THE PARENTS: Julie Jesneck, 38, and Tom Kelley, 39, of Cedar Park

THE CHILD: Calvin Finley, born Aug. 8, 2019

HIS NAME: They love the flexibility of “Calvin” with its multiple nicknames: “Cal,” “Calvie,” and — for those irascible alter-ego moments when he refuses to nap — “Vinnie.”

He got as far as “Will you …” before she tackled him, right there in the snow by the frozen lake, and said yes.

The enthusiasm wasn’t a surprise. But the decision to wed was; Julie had been frank from the start of their relationship that she was emphatically uninterested in marriage or children.

They met at a regional theater in Louisville, Ky., where Tom was an apprentice and Julie, fresh out of the Juilliard School, was headlining in a show. The first time she spotted him — dressed in coveralls and pushing a piece of scenery — “I just remember being struck by this person who seemed so open and familiar.”

Tom felt the same way: a frisson of interest from the first time he heard someone mention Julie’s name. “When I saw her, it felt like there was some sort of history already between us.”

Within six weeks, they were living together in Providence, R.I., where Julie’s show was in its second run. For years, they lived the peripatetic life of actors: some time in Brooklyn, docked on a friend’s living-room futon; two years apart when Julie pursued regional theater and Tom attended graduate school in Boston; six more years in Brooklyn, in a place of their own.

Julie, the youngest of three siblings, was raised by a single mother. In her mind, marriage did not promise lifelong happiness, and children seemed like tireless work. “But about five years into our relationship, it became clear that marrying Tom was very different from my idea of marriage from my childhood. Tom was so different from anyone I had dated before — genuinely open and kind and caring and healthy.”

“We had a lot of conversations, dismantling our own preconceived notions and stereotypes around marriage,” Tom says. “We talk about this third entity that is ‘us’ as a thing that needs attention, that needs to be seen and heard.”

They wed in 2010, in a small art center in Ephrata, near Tom’s extended family. They created handmade invitations, and Julie sewed her own dress. The aisle was a grassy pathway. Guests sat where they pleased. And in lieu of vows, the friend who officiated read letters that Julie and Tom had written to each other, but didn’t share before the ceremony. During the years both were hustling for work in the theater, while trying to manage daily life in New York, children seemed out of the question, both practically and emotionally. But Julie began to wonder, watching older actors who seemed ambivalent about their childlessness: If they opted not to have kids, was that the “small choice"?

Tom loved teaching improv to children; he cherished being an uncle to his sister’s kids. Maybe that would be the extent of his connection to the next generation. But when Julie began asking questions about career and parenthood and possibility, his fantasies of fatherhood surged back.

“We looked at each other: Maybe now is the time. [Parenthood] feels like the most magical thing we can do while we’re here, to create life in this way,” he says.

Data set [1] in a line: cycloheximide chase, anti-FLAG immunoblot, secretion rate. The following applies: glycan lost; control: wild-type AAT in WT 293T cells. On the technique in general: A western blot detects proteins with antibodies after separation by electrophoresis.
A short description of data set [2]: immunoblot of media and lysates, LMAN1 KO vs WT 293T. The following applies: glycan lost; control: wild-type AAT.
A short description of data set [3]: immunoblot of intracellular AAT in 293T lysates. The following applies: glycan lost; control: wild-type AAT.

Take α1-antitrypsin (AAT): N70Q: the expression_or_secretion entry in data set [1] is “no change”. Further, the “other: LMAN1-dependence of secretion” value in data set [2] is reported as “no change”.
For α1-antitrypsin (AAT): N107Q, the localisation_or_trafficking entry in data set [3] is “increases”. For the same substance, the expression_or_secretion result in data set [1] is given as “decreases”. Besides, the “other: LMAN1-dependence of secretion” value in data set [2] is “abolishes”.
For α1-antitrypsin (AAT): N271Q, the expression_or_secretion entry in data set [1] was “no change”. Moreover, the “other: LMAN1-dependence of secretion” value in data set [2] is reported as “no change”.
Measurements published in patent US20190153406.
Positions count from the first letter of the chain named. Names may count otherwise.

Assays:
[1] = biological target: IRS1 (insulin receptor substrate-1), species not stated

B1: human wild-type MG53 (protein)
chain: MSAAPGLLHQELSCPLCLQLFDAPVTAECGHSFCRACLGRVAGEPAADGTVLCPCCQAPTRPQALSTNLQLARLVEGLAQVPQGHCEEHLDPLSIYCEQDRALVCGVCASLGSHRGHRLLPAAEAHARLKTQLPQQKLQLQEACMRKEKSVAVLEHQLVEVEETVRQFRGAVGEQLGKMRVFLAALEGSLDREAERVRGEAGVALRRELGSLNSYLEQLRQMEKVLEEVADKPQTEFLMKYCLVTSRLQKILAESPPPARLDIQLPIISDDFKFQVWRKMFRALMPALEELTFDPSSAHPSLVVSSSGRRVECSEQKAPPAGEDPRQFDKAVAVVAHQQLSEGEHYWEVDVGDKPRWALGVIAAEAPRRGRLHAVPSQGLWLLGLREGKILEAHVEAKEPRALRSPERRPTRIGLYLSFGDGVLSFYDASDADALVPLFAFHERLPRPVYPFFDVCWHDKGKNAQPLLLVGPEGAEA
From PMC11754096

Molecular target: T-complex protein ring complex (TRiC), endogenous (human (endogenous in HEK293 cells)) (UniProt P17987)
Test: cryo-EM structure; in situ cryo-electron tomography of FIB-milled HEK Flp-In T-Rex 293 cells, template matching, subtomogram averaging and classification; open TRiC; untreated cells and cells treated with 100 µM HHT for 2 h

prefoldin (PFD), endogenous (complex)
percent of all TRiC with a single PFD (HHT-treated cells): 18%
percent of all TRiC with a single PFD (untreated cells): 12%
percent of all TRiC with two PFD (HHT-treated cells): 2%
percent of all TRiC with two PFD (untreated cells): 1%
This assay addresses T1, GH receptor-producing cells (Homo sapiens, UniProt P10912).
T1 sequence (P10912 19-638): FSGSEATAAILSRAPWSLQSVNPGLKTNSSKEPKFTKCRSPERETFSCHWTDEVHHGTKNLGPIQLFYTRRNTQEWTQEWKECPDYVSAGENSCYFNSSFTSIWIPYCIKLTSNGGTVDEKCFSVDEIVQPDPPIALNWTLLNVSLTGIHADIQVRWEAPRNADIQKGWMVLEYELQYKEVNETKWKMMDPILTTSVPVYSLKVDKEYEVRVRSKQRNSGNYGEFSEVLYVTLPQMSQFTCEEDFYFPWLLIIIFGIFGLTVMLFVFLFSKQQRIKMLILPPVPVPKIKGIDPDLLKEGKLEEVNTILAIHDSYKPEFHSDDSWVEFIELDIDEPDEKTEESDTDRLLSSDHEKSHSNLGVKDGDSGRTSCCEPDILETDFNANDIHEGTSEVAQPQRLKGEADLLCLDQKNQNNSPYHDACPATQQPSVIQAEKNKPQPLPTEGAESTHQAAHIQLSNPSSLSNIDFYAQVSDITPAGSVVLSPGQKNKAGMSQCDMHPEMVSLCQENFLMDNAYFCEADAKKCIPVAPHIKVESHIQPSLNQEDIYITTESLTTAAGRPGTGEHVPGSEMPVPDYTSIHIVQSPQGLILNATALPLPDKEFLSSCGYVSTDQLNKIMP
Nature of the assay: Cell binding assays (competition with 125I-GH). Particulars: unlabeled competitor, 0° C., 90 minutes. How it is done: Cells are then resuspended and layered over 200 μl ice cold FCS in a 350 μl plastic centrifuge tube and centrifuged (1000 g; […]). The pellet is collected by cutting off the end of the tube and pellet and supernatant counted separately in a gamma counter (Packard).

Like their early courtship, the next phase happened fast: two pregnancies, two early miscarriages, finally, a third, viable pregnancy, all in the space of a year. They describe that time as sobering, humbling … and clarifying.

They learned that they wanted something different from the just-business approach of the obstetrics practice they used. They learned that Julie’s blood-clotting factor was a shade high, a condition remedied — ironically, she says — by taking a daily dose of baby aspirin.

And when they were pregnant for the third time, a health crisis for Julie’s mother shoved their priorities into stark relief; the two decamped for Iowa City to care for her. “It was a reminder of what’s important in life,” Tom says. “It gave us a means to just be together, in a crisis, which made us think, ‘We’re ready for this.’ ”

They drove back from Iowa through the polar vortex to get home in time for a Valentine’s Day sonogram. There was the baby’s profile, its percussive heartbeat. They moved to Philadelphia, found a midwife practice, and prepared for what Julie calls “the enormous sacred marathon” of birth.

Because of the miscarriages, they say, this pregnancy felt different from the start, when Julie had an intuition that “maybe we’re not alone here” and took a pregnancy test. With the first conception, they’d been giddy. The second time, more wary. This time, “It was just gratitude for another opportunity,” Tom says, along with intimacy knit from their shared sorrow.

The baby — they didn’t know the sex — was in no rush, and at 42 weeks, Julie’s midwives insisted on induction. The labor — 26 hours of it, including a six-hour stretch of blinding pain — stunned them with its intensity. Then, Calvin’s first gulp of air included a swallow of meconium, which led to a 13-day stay in the NICU at Einstein Medical Center Montgomery while his lungs matured and healed.

Julie learned to breastfeed an infant who had wires pasted to his body; they learned to cuddle him without setting off alarms. The nurses guided them through “baby-care boot camp,” teaching them to swaddle and bathe Calvin.

Finally, they brought him home: balloons. No monitors. A routine guided by their son’s needs and not the NICU schedule. “Because we had that experience, I don’t take it for granted, ever, that we get to be here in our space with him,” Tom says.

For Julie, Calvin has been a prompt to rethink her career, the hustle of acting, her whole approach to life. She still has the notes from their baby shower, when Tom’s sister asked people to write words of wisdom on index cards. One says, “This, too, shall pass.” The phrase is a comfort, and a call. “I go back to that on a daily basis,” Julie says. “Love big, because this is it.”